A Shropshire-based family lawyer has welcomed the Prime Minister’s announcement that mixed-sex couples in England and Wales will be allowed to enter into civil partnerships instead of getting married.
Sandy Edwards, from Aaron & Partners LLP in Shrewsbury, responded after the news was announced by Theresa May at the Conservative party conference in Birmingham this week.
The change to the law will mean that opposite-sex couples will have the same choices as same-sex couples when it comes to formalising their relationship – the option to choose between a civil partnership or a marriage.
Earlier this year, the Supreme Court unanimously ruled in favour of Rebecca Steinfeld & Charles Keidan after their three-and-a-half-year legal campaign challenged legislation preventing opposite-sex couples from entering into a civil partnership.
The landmark case ruled that the current Civil Partnership Act 2004 was found to be incompatible with the European Convention on Human Rights as it applies only to same-sex couples and therefore amounted to discrimination.
Sandy said: “This change will offer greater security for unmarried couples in England and Wales and we welcome the move as a logical one which addresses an imbalance in the law given the change to same-sex relationships in recent years.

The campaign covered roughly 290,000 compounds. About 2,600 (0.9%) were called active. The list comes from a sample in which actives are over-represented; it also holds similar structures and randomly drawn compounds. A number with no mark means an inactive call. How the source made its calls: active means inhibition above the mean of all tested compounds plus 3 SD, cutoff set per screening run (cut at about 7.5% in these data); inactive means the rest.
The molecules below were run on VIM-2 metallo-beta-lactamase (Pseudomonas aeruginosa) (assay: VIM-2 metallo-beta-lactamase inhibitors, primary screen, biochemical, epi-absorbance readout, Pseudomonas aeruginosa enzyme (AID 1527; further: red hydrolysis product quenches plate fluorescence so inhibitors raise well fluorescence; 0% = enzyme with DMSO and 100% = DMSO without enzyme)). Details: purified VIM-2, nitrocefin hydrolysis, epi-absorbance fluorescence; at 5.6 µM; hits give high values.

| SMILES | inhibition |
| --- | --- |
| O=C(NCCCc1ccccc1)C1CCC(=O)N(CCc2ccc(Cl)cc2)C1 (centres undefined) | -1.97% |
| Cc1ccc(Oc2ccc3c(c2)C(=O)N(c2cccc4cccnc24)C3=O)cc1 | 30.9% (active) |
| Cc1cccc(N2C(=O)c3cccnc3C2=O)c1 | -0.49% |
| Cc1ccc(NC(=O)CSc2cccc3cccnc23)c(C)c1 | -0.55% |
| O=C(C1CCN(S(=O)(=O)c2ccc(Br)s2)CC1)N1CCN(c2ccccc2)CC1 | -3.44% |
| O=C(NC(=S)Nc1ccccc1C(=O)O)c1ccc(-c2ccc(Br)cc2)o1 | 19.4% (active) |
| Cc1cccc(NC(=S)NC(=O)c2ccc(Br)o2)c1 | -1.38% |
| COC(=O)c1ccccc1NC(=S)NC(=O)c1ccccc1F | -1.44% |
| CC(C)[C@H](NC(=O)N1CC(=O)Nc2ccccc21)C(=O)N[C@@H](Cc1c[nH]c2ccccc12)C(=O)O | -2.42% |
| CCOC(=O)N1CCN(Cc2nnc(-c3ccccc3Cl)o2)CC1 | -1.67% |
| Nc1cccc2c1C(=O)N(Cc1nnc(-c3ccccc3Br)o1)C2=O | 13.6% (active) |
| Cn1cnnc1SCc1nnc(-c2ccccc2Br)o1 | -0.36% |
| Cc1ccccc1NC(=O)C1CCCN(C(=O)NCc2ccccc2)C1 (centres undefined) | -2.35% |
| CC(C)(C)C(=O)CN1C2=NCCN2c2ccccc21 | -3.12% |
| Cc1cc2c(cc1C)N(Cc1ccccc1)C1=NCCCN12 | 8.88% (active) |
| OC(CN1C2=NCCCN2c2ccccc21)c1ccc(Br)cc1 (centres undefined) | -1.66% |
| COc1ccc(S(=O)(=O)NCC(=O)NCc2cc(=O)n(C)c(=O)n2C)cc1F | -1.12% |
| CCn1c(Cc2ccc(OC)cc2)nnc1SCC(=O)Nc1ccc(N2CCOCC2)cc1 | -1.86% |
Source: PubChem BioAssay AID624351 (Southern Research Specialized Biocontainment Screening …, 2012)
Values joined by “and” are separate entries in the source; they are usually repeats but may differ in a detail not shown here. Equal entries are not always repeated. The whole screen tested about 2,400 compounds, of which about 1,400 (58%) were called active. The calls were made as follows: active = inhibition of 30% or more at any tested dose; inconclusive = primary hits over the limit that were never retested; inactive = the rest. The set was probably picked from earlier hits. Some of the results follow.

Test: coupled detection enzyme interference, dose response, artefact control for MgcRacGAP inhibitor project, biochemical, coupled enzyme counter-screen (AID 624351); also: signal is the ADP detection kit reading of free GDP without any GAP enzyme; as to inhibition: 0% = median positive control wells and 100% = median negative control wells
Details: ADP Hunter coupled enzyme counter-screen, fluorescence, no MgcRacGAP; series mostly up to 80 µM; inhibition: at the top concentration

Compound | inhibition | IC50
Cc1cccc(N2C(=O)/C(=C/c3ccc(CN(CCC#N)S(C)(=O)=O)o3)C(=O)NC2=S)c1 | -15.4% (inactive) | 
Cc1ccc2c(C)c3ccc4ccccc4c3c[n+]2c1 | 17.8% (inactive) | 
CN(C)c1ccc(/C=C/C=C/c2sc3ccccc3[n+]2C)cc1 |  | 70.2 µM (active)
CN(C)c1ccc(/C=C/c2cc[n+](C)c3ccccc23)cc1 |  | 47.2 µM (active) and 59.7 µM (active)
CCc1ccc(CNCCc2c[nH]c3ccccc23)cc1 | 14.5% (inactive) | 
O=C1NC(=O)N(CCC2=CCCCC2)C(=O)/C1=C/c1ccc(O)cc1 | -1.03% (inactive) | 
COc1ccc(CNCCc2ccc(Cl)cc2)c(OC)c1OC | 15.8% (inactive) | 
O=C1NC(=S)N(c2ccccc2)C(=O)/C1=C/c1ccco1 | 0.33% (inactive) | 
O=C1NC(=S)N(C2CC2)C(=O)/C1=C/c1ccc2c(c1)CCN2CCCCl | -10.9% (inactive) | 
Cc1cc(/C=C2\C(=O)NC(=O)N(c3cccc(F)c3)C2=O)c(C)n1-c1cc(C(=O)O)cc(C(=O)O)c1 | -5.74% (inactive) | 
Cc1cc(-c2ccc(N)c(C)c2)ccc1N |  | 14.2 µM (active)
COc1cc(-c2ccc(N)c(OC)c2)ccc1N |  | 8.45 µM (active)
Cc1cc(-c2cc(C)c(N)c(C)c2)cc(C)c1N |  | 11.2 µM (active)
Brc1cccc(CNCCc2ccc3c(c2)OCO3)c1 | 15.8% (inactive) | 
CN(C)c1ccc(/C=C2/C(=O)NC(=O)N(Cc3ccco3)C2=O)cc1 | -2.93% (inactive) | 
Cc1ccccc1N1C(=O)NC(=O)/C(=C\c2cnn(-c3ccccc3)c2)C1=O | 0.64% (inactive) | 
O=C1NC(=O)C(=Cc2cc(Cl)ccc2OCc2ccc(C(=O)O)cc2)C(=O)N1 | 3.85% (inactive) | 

“With an estimated 3.3 million couples in the UK cohabiting – and nearly half of them with children – many heterosexual couples have little legal protection in the event of separation.
“There’s also a common misconception that if a couple have been together for many years that the woman becomes a “common law wife” – in reality there is no such thing.
“A change in the law will give them the option to consider a civil partnership and this may be a lot more appealing for those couples who currently cohabit and don’t want to partake in a traditional marriage. It also means couples can protect themselves legally as well as financially and mitigate some of the potential issues that come as a result of a separation.
“It’s currently unclear when the change will come into force, so the time to celebrate will be when the legislation has passed, and a date has been set for the first opposite-sex civil partnership.”